The Republican presidential campaign has so far delighted us with sixteen debates in what has become the best reality freak show on television. And Saturday night's free-for-all in Iowa provided an extra special treat.
The candidates sparred over everything from the economy, health care and Palestinians to ethics and infidelity. There was even another huge "oops" moment, this time for Mitt Romney, who reinforced his reputation as a rich out-of-touch elitist by challenging Rick Perry to a $10,000 bet over his health care record (Perry would have lost the bet, BTW). This blunder didn't go over well in a state where the average income is $40,000. What the hell was he thinking? This one's gonna cost him dearly.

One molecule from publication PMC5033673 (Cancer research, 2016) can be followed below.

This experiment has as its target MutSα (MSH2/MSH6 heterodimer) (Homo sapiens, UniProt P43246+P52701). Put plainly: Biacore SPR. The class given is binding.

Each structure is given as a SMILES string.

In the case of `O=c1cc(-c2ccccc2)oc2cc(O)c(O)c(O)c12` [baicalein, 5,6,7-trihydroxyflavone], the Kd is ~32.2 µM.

But the most fun came at the end of the debate when the candidates were asked what financial sacrifices they had made in their lives. And as my friend Paul keenly observed, this is when the debate turned into Monty Python's hilarious "Four Yorkshiremen" sketch where a bunch of snooty aristocrats wax nostalgic about their difficult upbringings, trying to out-poor each other with one absurd claim after another.
Perry said he his house didn't have running water until he was six, and that his mother sewed his clothes until he went off to college. Gingrich said he was raised in an apartment above a gas station. Ron Paul told of growing up through the Depression. Michele Bachmann said she had to work at 13 because her single mom fell below the poverty line. Romney sheepishly admitted he hadn't been poor, but that his father had been.
If only the Repubs had had more time they surely would've ended up describing how they had lived in a rolled up newspaper or a shoebox.
By the way, here's what I think of Romney's $10K bet...